Carl checks out Arlene Hunt‘s ‘No Escape’ and discovers a compelling thriller
Those of you who regularly read the articles I write for The Future Of The Force would be forgiven if they believed that I read nothing but film books, reference guides, and books dedicated to certain franchises or genres. I don’t. I read whatever interests me. One genre that I really enjoy reading about is the gangland scene and the underworld stories from authors like Martina Cole (who I totally adore and admire), Caz Finlay, Kimberley Chambers, and Jacqui Rose. I don’t know why but these female authors seem to know exactly what makes a terrific tale, one that grips us and has us turning the pages, breathless to know what’s going to happen next and how the story will resolve itself and how it ends. Now, I can add Arlene Hunt to that esteemed list. I have to admit I was unaware of her and her novels until I found the synopsis of her latest novel ‘No Escape‘ to be one that has me aching to read it. Ms. Hunt is an Irish novelist and her new book is the tenth in her career. And to boot, it is a rather topical tale that almost seems as if it has been ripped from the news headlines that very day.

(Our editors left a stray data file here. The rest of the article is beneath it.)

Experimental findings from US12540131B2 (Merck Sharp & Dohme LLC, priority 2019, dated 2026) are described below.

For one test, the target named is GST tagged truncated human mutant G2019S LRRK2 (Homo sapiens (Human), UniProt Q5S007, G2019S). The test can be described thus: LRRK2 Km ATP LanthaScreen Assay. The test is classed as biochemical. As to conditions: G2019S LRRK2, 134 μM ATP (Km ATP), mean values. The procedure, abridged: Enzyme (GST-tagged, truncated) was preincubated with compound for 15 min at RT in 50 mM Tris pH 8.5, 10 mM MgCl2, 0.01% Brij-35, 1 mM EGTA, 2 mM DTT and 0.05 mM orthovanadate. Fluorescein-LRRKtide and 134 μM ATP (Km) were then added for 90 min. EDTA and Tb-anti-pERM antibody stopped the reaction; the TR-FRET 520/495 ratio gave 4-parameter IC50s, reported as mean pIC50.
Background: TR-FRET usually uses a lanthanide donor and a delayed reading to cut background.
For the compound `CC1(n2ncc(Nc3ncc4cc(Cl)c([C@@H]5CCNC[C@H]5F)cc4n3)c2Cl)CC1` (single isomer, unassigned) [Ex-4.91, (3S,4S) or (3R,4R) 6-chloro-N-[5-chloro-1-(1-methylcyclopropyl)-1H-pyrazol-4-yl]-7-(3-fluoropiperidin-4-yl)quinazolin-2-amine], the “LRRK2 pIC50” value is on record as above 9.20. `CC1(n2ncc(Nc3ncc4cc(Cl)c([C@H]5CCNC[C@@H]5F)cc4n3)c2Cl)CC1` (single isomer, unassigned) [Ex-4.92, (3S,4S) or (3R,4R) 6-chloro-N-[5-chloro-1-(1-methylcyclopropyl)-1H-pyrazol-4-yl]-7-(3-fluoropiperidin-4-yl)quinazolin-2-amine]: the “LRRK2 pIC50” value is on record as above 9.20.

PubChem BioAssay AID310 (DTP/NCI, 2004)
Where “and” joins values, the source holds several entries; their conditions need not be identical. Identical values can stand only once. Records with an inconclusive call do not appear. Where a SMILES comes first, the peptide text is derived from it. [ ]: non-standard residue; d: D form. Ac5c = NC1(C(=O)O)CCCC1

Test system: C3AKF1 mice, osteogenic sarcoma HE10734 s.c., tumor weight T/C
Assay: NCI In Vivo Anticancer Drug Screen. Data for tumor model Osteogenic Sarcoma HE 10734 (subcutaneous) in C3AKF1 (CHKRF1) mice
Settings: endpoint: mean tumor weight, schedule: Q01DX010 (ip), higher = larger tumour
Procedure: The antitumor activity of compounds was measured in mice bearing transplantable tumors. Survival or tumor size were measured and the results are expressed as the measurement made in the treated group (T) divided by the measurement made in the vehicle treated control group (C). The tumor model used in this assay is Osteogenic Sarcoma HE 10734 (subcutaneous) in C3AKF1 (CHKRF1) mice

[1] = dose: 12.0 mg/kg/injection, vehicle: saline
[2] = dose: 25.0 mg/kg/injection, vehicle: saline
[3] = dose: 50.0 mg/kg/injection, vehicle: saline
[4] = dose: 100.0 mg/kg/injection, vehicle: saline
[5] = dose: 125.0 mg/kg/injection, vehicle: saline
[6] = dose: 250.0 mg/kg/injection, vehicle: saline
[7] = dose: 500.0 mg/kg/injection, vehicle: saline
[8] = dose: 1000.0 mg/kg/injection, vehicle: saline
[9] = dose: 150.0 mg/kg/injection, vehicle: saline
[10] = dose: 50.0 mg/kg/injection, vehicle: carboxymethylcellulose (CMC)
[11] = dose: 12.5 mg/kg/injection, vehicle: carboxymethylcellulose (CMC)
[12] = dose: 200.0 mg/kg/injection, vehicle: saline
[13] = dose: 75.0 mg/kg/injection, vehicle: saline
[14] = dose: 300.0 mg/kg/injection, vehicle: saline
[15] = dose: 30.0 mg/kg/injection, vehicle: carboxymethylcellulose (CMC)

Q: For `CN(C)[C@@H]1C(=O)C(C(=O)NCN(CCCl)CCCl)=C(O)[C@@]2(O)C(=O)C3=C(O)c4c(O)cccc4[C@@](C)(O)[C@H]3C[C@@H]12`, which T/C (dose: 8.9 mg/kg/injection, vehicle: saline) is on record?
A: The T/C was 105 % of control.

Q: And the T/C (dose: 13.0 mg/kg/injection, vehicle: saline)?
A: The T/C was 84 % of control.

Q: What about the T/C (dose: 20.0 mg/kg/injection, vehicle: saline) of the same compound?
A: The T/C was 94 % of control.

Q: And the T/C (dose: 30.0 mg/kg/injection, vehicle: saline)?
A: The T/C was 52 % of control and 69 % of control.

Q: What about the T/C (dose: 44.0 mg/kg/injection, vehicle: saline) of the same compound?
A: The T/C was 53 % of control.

No Escape | by Arlene Hunt
The story goes like this: Two sisters, Yulia and Celestine, the younger of the two and mute are part of a group of immigrants who are snuck into Ireland illegally in the back of a truck by members of the Ward family. The Wards are a group of nefarious men and women who have their fingers in many of the illegal pies that form the Irish underworld. Drug dealing, drug manufacturing, brothels, people trafficking, you name it, they are into it. Yulia and Celestine are separated from each other with Yulia sent to Lakeside, the private members club run by Mariposa Ward, the wife of Arthur Ward, the head of the Ward family alongside the mansion manager, Stefan, a wig-wearing weasel of a man, to become an escort and sex slave. Her sister is given a job of minding a warehouse in which the family is growing Cannabis for distribution and sale. Both young women are devastated by the events they have been subjected to since arriving in Dublin but both realize that they little choice but to accept their fate for the time being.